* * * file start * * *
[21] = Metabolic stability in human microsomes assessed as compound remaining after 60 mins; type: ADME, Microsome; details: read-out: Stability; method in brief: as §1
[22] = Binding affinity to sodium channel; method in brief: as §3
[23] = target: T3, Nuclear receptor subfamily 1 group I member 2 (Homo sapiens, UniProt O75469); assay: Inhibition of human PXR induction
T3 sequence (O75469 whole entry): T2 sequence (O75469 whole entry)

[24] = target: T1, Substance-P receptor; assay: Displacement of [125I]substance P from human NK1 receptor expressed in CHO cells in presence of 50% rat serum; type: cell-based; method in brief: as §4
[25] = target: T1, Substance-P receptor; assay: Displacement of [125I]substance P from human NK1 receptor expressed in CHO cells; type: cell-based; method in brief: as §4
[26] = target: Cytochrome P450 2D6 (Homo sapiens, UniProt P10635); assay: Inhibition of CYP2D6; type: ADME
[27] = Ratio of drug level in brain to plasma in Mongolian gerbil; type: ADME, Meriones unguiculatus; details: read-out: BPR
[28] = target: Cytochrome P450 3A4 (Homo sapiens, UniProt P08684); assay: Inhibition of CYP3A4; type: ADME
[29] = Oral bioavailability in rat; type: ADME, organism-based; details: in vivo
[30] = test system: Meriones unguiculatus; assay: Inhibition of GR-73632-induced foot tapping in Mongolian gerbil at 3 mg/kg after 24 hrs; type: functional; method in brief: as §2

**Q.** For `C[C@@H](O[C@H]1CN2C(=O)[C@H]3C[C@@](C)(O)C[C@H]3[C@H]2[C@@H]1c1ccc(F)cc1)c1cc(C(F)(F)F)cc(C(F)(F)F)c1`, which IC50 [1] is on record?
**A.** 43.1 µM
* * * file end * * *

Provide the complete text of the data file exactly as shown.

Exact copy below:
[21] = Metabolic stability in human microsomes assessed as compound remaining after 60 mins; type: ADME, Microsome; details: read-out: Stability; method in brief: as §1
[22] = Binding affinity to sodium channel; method in brief: as §3
[23] = target: T3, Nuclear receptor subfamily 1 group I member 2 (Homo sapiens, UniProt O75469); assay: Inhibition of human PXR induction
T3 sequence (O75469 whole entry): T2 sequence (O75469 whole entry)

[24] = target: T1, Substance-P receptor; assay: Displacement of [125I]substance P from human NK1 receptor expressed in CHO cells in presence of 50% rat serum; type: cell-based; method in brief: as §4
[25] = target: T1, Substance-P receptor; assay: Displacement of [125I]substance P from human NK1 receptor expressed in CHO cells; type: cell-based; method in brief: as §4
[26] = target: Cytochrome P450 2D6 (Homo sapiens, UniProt P10635); assay: Inhibition of CYP2D6; type: ADME
[27] = Ratio of drug level in brain to plasma in Mongolian gerbil; type: ADME, Meriones unguiculatus; details: read-out: BPR
[28] = target: Cytochrome P450 3A4 (Homo sapiens, UniProt P08684); assay: Inhibition of CYP3A4; type: ADME
[29] = Oral bioavailability in rat; type: ADME, organism-based; details: in vivo
[30] = test system: Meriones unguiculatus; assay: Inhibition of GR-73632-induced foot tapping in Mongolian gerbil at 3 mg/kg after 24 hrs; type: functional; method in brief: as §2

**Q.** For `C[C@@H](O[C@H]1CN2C(=O)[C@H]3C[C@@](C)(O)C[C@H]3[C@H]2[C@@H]1c1ccc(F)cc1)c1cc(C(F)(F)F)cc(C(F)(F)F)c1`, which IC50 [1] is on record?
**A.** 43.1 µM